Despite Trump's Health-Care Changes, He's Keeping Obama's Opioid Strategy
With no end to the epidemic in sight, the feds are helping some states treat more addicts.
In the last two weeks, President Trump has taken several steps to reverse parts of President Obama's signature health-care law. He weakened the Affordable Care Act's birth control mandate, signed a wide-ranging executive order that, among other things, allows for more unregulated plans, and announced the end of subsidies that help low-income consumers buy insurance.
But there's at least one area of health care where the White House is continuing its predecessor's policies: those designed to aid the opioid epidemic.
The federal Centers for Medicare and Medicaid Services (CMS) approved a waiver last Tuesday for West Virginia -- one of the states affected most by the opioid epidemic -- that will help the state cover substance abuse treatment for more people.
Medicaid, the nation's health insurance program for the poor, hasn’t been allowed to cover substance abuse treatment centers with more than 16 beds since 1965. The provision was part of a greater push away from large mental institutions, many of which were seen as sites of human rights abuses, and toward smaller community-based mental health services. But once most big mental institutions closed, many communities didn't pick up the slack, and the number of psychiatric beds available diminished.
The waiver allows the state to pay for Medicaid patients to go to 30-day residential treatment centers -- regardless of how many beds they have.
In 2015, the Obama administration sent a letter to state Medicaid directors encouraging them to apply for these Medicaid waivers. Since then, five other states -- California, Maryland, Massachusetts, New Hampshire and Virginia -- have received them. Virginia is the only other state to get its waiver approved during the Trump administration. Illinois and New Jersey currently have pending waivers, which hopefully will get approved soon, says Peggy Bailey, director of health integration for the Center on Budget and Policy Priorities (CBPP).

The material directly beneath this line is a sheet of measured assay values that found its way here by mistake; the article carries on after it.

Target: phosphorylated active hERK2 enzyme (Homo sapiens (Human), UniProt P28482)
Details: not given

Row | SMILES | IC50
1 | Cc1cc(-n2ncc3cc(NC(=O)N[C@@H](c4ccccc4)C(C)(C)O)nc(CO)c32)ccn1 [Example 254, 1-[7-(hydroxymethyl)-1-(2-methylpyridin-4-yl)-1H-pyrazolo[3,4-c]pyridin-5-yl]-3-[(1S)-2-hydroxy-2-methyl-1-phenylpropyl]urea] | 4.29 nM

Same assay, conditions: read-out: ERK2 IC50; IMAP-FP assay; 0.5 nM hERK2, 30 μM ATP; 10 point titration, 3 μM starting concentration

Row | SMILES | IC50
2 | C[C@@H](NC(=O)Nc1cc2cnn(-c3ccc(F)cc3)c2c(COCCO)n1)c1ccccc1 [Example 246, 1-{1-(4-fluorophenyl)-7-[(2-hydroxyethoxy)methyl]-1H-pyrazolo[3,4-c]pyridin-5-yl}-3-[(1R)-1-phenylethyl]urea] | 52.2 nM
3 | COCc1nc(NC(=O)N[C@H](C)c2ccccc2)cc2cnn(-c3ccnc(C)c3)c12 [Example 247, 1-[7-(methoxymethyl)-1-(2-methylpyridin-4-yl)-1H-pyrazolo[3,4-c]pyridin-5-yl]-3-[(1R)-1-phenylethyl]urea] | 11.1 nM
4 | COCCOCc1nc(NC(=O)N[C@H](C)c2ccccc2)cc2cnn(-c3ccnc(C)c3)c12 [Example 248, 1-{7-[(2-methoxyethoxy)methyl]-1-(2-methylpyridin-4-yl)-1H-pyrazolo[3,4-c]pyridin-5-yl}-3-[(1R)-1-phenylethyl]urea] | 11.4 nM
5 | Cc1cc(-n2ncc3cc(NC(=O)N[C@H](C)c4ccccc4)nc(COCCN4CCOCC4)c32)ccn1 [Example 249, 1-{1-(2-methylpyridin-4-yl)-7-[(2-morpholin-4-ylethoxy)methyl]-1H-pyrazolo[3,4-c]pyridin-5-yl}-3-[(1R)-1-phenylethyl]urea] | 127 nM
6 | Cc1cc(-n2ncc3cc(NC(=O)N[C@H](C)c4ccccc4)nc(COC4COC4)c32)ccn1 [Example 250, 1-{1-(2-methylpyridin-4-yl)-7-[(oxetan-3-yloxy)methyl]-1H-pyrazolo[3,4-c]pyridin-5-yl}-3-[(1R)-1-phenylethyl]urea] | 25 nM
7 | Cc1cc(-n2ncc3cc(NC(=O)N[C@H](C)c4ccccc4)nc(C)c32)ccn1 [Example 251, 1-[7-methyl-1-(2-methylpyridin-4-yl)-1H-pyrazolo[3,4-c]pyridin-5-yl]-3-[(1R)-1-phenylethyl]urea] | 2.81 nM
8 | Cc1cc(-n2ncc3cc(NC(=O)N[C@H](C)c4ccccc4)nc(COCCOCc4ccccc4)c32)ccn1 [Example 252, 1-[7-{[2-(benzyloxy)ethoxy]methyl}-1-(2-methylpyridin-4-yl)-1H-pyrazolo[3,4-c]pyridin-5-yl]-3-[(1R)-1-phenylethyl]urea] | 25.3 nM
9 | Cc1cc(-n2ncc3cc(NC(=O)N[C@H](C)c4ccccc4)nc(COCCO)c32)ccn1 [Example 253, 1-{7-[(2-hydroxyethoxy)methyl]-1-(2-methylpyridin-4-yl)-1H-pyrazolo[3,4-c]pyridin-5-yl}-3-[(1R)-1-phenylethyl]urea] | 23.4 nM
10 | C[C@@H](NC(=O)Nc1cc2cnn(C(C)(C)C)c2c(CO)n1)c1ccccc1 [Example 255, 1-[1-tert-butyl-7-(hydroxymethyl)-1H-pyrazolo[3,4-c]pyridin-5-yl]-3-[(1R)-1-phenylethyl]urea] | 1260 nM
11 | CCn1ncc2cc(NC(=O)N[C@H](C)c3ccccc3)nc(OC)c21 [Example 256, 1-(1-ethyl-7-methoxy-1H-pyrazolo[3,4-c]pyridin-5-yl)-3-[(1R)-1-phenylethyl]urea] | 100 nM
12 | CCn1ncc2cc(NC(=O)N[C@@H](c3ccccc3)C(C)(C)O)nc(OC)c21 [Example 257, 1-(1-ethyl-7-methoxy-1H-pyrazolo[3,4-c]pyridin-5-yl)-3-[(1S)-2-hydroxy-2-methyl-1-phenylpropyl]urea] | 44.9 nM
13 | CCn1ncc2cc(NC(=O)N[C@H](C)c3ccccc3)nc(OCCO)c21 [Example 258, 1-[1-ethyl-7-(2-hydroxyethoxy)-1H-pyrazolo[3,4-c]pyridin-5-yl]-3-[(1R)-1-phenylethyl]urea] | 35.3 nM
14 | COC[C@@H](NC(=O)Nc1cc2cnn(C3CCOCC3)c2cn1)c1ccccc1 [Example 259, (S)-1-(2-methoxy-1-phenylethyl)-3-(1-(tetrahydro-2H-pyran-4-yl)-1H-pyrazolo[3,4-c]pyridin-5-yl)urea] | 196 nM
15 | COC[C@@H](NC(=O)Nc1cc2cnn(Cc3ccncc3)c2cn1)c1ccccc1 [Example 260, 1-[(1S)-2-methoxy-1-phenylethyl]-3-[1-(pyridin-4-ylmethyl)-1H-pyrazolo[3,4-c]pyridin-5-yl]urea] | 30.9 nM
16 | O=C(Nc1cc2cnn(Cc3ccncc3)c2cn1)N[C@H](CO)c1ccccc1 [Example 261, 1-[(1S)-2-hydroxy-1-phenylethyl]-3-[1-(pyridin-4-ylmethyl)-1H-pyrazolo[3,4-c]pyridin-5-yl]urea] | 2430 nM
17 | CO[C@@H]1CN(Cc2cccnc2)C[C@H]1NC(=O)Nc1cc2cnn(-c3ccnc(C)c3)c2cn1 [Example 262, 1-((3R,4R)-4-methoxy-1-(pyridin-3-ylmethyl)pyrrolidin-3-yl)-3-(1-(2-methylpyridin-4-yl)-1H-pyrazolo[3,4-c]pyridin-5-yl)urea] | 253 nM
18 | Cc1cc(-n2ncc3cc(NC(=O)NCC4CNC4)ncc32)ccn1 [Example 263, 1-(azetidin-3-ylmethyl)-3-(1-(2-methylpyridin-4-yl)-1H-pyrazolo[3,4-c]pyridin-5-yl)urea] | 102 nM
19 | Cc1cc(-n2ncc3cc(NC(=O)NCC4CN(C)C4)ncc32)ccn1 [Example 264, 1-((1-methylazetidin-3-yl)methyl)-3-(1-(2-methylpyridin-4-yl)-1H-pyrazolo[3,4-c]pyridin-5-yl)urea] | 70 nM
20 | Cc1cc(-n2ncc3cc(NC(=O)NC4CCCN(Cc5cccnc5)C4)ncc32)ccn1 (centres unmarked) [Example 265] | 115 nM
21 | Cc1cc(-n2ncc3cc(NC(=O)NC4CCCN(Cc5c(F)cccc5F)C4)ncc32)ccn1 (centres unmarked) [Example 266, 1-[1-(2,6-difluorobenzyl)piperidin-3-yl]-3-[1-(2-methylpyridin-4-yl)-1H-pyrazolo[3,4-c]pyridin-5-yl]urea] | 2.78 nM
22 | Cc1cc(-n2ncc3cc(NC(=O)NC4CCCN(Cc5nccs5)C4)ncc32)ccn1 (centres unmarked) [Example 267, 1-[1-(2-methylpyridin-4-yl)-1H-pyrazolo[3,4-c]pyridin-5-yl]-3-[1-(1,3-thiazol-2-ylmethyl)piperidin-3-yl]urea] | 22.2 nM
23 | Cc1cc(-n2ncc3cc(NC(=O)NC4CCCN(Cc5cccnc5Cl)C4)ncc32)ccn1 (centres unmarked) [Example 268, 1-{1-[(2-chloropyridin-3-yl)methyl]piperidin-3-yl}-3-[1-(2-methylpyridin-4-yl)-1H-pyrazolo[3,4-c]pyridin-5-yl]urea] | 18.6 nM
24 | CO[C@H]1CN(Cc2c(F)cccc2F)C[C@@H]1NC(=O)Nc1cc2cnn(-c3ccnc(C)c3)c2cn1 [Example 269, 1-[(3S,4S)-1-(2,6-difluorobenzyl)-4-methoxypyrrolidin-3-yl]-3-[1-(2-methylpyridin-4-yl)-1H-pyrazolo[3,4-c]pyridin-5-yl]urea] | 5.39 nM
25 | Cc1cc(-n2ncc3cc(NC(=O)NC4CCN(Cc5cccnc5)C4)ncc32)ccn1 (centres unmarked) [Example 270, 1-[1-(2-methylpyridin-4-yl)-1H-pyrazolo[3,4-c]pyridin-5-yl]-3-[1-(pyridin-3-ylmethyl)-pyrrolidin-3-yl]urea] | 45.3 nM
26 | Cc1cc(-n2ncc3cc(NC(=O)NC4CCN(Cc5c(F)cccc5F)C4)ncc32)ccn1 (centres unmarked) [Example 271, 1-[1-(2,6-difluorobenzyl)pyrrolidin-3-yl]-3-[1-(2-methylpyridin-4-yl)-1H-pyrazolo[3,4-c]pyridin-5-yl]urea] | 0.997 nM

“The [Trump] administration has said that both the opioid epidemic and state flexibility is a priority for them. This hits on both of those things, and that’s exactly what these waivers are supposed to do,” says Bailey.
Giving states flexibility to help more drug addicts has particular weight in West Virginia. In 2015, it had the nation's highest rate of opioid overdose deaths, at 41 people per 100,000. Nationwide, opioids were responsible for the death of 33,000 people that year. Since 1999, the number of opioid overdose deaths has quadrupled, according to the Centers for Disease Control and Prevention.
West Virginia's waiver was approved the same day First Lady Melania Trump visited a drug treatment center in the state.
Upon getting the waiver news from CMS, Cindy Beane, commissioner of West Virginia’s Department of Health and Human Resources Bureau for Medical Services, told the Charleston Gazette-Mail, "I had tears in my eyes."